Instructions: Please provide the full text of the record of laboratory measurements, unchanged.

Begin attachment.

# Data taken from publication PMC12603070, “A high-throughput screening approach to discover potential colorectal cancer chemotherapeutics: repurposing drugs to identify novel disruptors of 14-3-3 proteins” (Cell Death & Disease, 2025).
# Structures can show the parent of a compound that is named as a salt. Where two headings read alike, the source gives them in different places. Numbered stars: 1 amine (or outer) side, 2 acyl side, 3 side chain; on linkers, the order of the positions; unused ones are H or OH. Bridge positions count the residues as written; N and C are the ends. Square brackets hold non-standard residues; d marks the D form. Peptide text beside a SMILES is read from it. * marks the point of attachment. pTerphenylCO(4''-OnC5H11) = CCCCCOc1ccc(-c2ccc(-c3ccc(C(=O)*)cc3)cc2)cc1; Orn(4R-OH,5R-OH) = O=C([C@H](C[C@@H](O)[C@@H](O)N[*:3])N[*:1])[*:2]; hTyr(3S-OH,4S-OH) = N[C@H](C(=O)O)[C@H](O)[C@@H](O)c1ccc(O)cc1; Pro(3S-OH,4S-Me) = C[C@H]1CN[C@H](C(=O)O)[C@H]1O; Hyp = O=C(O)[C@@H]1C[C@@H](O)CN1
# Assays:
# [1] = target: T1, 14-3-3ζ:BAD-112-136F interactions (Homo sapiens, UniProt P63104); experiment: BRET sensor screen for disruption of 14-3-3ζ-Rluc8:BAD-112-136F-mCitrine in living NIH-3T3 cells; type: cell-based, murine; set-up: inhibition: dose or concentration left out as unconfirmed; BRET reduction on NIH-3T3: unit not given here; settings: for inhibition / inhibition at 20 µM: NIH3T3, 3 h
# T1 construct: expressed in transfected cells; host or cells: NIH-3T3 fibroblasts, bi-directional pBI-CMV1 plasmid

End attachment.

# Data taken from publication PMC12603070, “A high-throughput screening approach to discover potential colorectal cancer chemotherapeutics: repurposing drugs to identify novel disruptors of 14-3-3 proteins” (Cell Death & Disease, 2025).
# Structures can show the parent of a compound that is named as a salt. Where two headings read alike, the source gives them in different places. Numbered stars: 1 amine (or outer) side, 2 acyl side, 3 side chain; on linkers, the order of the positions; unused ones are H or OH. Bridge positions count the residues as written; N and C are the ends. Square brackets hold non-standard residues; d marks the D form. Peptide text beside a SMILES is read from it. * marks the point of attachment. pTerphenylCO(4''-OnC5H11) = CCCCCOc1ccc(-c2ccc(-c3ccc(C(=O)*)cc3)cc2)cc1; Orn(4R-OH,5R-OH) = O=C([C@H](C[C@@H](O)[C@@H](O)N[*:3])N[*:1])[*:2]; hTyr(3S-OH,4S-OH) = N[C@H](C(=O)O)[C@H](O)[C@@H](O)c1ccc(O)cc1; Pro(3S-OH,4S-Me) = C[C@H]1CN[C@H](C(=O)O)[C@H]1O; Hyp = O=C(O)[C@@H]1C[C@@H](O)CN1
# Assays:
# [1] = target: T1, 14-3-3ζ:BAD-112-136F interactions (Homo sapiens, UniProt P63104); experiment: BRET sensor screen for disruption of 14-3-3ζ-Rluc8:BAD-112-136F-mCitrine in living NIH-3T3 cells; type: cell-based, murine; set-up: inhibition: dose or concentration left out as unconfirmed; BRET reduction on NIH-3T3: unit not given here; settings: for inhibition / inhibition at 20 µM: NIH3T3, 3 h
# T1 construct: expressed in transfected cells; host or cells: NIH-3T3 fibroblasts, bi-directional pBI-CMV1 plasmid